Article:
Thirty years ago, on June 7 at 5:31 in the evening, eight Israeli F-16s attacked Iraq’s Osirak nuclear reactor near Baghdad. Within 80 seconds they dropped 16 MK-84 iron bombs. When the last two were released by Ilan Ramon — who would become the first Israeli astronaut and one of the crewmembers killed in the 2003 Columbia space shuttle accident — the target was already destroyed. An hour later the pilots landed in the Etzion Airbase near Eilat. Operation “Opera,” the first successful raid against a nuclear reactor, came to its end.
Over the next 30 years, perspectives on the raid’s necessity and effectiveness have changed radically. In Israel the attack provoked a domestic debate between the Labor Party, which claimed that there was no need at this early stage to carry it out, and the Likud, which claimed that it was a necessity. The successful operation of June 7 contributed significantly to Menachem Begin’s electoral victory in the Knesset three weeks later.
The international community regarded the raid as a clear aggression and a breaking of the taboo on attacks against nuclear facilities. An editorial in The New York Times summarized this stand when defining it as “an act of inexcusable and short-sighted aggression” that tore “another of the international system’s fragile barriers against anarchy.” The White House delayed the shipment of additional F-16s to Israel and all others states, friends and foes alike condemned the attack. Behind closed doors, however, Saudi Arabia and some other neighbors of Iraq expressed satisfaction at the removal of a serious threat to their national security.
A decade later, Iraq’s invasion of Kuwait, the 1991 operation Desert Storm and the 39 Iraqi Scud missiles that landed in Israel changed world opinion. Legal experts now defined the raid as an act of self-defense, and a number of American officials who had previously opposed it admitted that in light of Saddam Hussein’s aggressive acts, the air strike that nullified his chances to go nuclear had become, in retrospect, justified. Later, the U.S. followed the Israelis by conducting preemptive strikes against terrorist targets such as the 1998 destruction of a suspected chemical weapons facility in Sudan.
The recognition that the Osirak raid was a justified act based on Article 51 of the Charter of the United Nations reached its height in the post-9/11 era. If in 1981, Israel conducted a surgical preemptive strike that caused no collateral damage, in 2003 the Bush administration used the same logic to justify a full-scale war against Iraq. As national security adviser, Condoleezza Rice explained in September 2002 that the administration did not “want the smoking gun [of Iraqi nuclear effort] to be a mushroom cloud.”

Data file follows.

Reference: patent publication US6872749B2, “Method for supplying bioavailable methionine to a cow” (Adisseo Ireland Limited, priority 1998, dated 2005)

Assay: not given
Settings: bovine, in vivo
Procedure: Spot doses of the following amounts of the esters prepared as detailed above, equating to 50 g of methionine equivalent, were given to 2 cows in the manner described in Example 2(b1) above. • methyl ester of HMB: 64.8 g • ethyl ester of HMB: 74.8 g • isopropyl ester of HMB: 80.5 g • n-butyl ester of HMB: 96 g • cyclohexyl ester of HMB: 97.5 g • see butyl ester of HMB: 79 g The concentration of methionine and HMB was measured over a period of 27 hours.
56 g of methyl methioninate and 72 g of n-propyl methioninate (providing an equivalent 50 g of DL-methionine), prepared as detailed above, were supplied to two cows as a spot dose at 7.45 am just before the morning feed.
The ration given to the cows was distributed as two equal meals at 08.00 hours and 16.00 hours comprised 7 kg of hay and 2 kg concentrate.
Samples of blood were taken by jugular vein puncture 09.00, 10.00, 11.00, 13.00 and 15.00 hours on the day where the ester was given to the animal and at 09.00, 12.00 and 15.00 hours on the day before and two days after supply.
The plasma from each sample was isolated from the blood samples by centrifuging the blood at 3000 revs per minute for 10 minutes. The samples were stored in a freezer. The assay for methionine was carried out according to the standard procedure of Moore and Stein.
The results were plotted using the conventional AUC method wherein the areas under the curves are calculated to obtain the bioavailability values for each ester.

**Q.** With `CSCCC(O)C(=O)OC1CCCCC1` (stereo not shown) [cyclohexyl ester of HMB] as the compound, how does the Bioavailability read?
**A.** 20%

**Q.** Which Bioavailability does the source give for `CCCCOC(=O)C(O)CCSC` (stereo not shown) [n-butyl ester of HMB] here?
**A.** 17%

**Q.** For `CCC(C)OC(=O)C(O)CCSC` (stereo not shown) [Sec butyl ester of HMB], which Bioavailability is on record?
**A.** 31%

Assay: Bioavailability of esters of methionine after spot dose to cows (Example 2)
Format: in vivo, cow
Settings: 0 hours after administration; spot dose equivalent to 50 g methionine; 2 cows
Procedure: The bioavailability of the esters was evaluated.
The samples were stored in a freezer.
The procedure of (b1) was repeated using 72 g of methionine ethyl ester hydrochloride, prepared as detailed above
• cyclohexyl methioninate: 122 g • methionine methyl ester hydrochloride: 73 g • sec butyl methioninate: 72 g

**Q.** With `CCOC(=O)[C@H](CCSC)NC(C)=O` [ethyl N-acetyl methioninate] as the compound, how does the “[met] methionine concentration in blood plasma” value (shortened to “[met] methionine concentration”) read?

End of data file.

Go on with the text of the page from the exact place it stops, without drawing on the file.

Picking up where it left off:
The Iraq War led to another shift in these perspectives. While the search for Saddam Hussein’s weapons of mass destruction yielded nothing, new evidence from his nuclear experts revealed that the strategic justification for the Israeli raid of 1981 was rather shaky. These Iraqi experts reported that prior to the Israeli attack they were already certain they wouldn’t be able to produce a significant amount of fissible material in the coming years because of tight international scrutiny. Moreover, they still lacked the separation plant needed to reprocess the plutonium in order to turn it into a nuclear explosive. In other words, Iraq was unlikely to get the bomb using the Osirak reactor.
Even more important, the 1981 Israeli raid, as we know today, pushed Saddam Hussein from the futile plutonium route to the more promising enriched-uranium option. During the 1980s Iraq had built, under a heavy veil of secrecy, plants to enrich uranium and on the eve of the 1991 Gulf War it was already very close to having enough fissable material to produce one bomb. As Richard K. Betts, a leading strategist from Columbia University concluded, “Israel’s preventive strike was not an example of effective delay.”
The historical debate about the effectiveness of the raid on Osirak has a bearing on present policies as well. In recent years the Iraqi nuclear nightmare has been replaced by an Iranian one. Consequently, Israel now faces a heated and mostly secret debate on how to deal with the Iranian threat. Prime Minister Benjamin Netanyahu, very much like his 1981 predecessor, promotes the military option. He is supported by Defense Minister Ehud Barak. Israel’s top military and intelligence experts, however, doubt the effectiveness of such a strike, since most of Iran’s enrichment process takes place underground in very well-protected facilities. Meir Dagan, the retired Mossad chief who headed the agency during the last eight years of Israel’s clandestine war against Iran’s nuclear project, estimated recently that a military strike would be “a stupid idea.”
This does not mean that Israel plans to do nothing to stop the Iranian project. According to various sources, the Stuxnet worm attack, a sophisticated form of cyber-warfare, has recently damaged and slowed down Iran’s uranium-enrichment program. All fingers point to the Mossad as the prime architect of this and perhaps other acts aimed at hindering Iran’s way to the bomb.
In 2011, it seems, sophisticated cyber worms might be far more effective than an MK-84 iron bomb.
Uri Bar-Joseph, a professor of international relations at Haifa University, is the author of “Two Minutes Over Baghdad” (Frank Cass, 2003).